branches: [[name: params.branch_name]],
       extensions: [[$class: 'CheckoutOption', timeout: 180],[$class: 'CloneOption', depth: 1, noTags: true, reference: '', shallow: true, timeout: 60]],
       userRemoteConfigs: [[url: 'https://github.com/enterpr/myrepo.git', credentialsId: 'github-PAT']]])

Since you're cloning from a single repository, you don't need the leading '*/' to precede the branch name.

Since you want to use the value of params.branch_name you don't need to embed that in single quotes.

Since you're using the default values for doGenerateSubmoduleConfigurations and  submoduleCfg , you don't need to specify them.

If your checkout only requires one branch, then you can reduce the work on the remote server and the disc space on the agent by using the "honor refspec on initial clone" along with a specifically defined refspec that uses only the specific branch.  Examples of intentionally narrowed refspecs are available in several places, including this repository

 
>However, you didn't tell us if this is a Pipeline job with the script inside the job, a Pipeline job that is getting the script from SCM...
My pipeline is loaded from SCM (github) as a script code (Pipeline) (enabling or disabling Lightweight checkout in the pipeline settings does not affect issue with different revisions).

>  When you say "restart the same pipeline", do you mean that you press the "Replay" button for the pipeline?
Any launch "Build with parameters" or "Restart from stage", because in each stage I have code with "checkout" call.

>Is there something special about the local file system that causes you to set the checkout timeout (a local file system operation) to allow more time that the clone timeout (which is a network operation)?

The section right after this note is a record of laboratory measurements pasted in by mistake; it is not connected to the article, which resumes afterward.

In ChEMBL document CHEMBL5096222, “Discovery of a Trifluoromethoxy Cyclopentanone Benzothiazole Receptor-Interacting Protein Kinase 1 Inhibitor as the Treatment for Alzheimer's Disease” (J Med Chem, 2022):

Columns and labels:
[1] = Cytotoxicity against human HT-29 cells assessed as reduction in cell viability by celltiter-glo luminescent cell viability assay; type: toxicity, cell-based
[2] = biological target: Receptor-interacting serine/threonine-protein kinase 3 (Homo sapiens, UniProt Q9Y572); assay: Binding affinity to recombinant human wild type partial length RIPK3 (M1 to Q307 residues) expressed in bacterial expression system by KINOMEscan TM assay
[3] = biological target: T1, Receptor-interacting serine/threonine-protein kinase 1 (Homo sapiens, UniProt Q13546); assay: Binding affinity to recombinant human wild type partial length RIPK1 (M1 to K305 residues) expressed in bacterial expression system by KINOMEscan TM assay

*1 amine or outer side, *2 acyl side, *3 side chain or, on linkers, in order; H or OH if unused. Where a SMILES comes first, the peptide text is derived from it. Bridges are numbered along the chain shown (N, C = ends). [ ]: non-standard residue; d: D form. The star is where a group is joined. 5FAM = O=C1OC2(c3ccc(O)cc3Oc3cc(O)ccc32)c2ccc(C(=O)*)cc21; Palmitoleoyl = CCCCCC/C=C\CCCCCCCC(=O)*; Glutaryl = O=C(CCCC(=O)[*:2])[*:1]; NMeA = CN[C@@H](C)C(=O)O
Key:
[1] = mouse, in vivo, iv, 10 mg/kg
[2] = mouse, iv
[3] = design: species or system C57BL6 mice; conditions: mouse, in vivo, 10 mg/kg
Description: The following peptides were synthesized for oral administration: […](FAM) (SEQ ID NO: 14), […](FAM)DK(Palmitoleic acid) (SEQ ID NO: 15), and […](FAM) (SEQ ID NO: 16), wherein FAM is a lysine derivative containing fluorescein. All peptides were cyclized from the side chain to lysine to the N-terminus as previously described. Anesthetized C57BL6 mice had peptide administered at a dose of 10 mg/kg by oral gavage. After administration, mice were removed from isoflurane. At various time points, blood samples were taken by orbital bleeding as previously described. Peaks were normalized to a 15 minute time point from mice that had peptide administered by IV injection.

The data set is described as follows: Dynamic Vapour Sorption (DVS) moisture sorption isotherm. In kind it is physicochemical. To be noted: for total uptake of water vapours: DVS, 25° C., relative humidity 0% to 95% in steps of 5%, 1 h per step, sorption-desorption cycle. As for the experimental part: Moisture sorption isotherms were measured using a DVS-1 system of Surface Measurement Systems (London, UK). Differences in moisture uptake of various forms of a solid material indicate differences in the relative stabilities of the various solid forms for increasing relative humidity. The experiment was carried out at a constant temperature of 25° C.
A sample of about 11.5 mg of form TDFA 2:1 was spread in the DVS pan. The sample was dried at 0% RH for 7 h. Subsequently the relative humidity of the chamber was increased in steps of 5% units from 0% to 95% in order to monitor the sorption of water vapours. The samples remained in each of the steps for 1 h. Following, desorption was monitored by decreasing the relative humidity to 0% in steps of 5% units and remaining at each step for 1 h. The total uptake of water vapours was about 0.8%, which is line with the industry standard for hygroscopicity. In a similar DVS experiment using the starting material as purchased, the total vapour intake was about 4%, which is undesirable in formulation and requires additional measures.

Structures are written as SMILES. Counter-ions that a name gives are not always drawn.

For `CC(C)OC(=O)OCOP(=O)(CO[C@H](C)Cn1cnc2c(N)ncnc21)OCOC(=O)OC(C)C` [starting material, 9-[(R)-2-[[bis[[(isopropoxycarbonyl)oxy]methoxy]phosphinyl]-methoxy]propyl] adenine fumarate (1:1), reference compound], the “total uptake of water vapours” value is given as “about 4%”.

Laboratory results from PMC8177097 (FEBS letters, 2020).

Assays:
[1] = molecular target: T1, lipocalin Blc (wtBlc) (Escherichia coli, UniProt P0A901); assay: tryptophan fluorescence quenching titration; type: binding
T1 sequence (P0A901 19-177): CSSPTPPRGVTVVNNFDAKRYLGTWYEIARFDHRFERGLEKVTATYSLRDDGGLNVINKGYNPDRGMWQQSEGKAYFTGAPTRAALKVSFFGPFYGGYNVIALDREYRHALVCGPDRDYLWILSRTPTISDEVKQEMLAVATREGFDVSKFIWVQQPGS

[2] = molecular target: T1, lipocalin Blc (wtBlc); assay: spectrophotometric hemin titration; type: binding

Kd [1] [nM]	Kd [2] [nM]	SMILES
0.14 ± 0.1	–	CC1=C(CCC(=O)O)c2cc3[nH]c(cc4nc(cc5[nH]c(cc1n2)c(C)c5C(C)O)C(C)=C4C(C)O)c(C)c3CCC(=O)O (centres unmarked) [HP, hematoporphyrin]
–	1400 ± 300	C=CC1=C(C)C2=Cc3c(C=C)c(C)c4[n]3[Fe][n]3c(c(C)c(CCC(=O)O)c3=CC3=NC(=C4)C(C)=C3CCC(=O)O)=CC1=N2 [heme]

If You mean the set values of [timeout: 180 & timeout: 60] in my code, then these parameters were added intentionally, because earlier when using git, where this default value is [timeout: 10], there were regular problems when loading my large repository.


Yes, those are exactly what I mean.  If you're using a git repository that is large enough to exceed the default 10 minute timeout when cloning the repository, you probably should review the "Git in the Large" video segment that will point you to the things you can do on Jenkins agents to significantly reduce the time and the disc space cost of large repositories.  The key items (in priority order) are:

  1. Reference repository on the agent in a known location (almost always effective at reducing data transfer and data storage on agents)
  2. Narrow refspec for the job and honor refspec on initial clone (effective for repositories with many branches that have largely independent branches, less effective for large repositories with interdependent branches0
  3. Shallow clone (not nearly as effective as I'd hoped)

Your current settings allow up to 60 minutes to pull the repository data from the remote git server, then allow up to 180 minutes to perform the local checkout on the agent file system.  That is a surprising combination of values.  Access to the agent file system is usually significantly faster than access to the remote git repository.  If that is not the case in your installation, then you may need to investigate why file system access to the agent file system is slower than network access to a git repository.
 
I am sure that this is an error in checkout, because without any changes in the SCM or code, restarting the same pipeline can take different revisions.
How do I always ensure the latest revision?




On Tue, Dec 1, 2020 at 5:32 AM <[hidden email]> wrote:

There is such a jenkins-code:

checkout ([ ...
extensions: [[$class: 'CheckoutOption', timeout: 180],[$class: 'CloneOption', depth: 1, noTags: true, reference: '', shallow: false, timeout: 60]],
... )]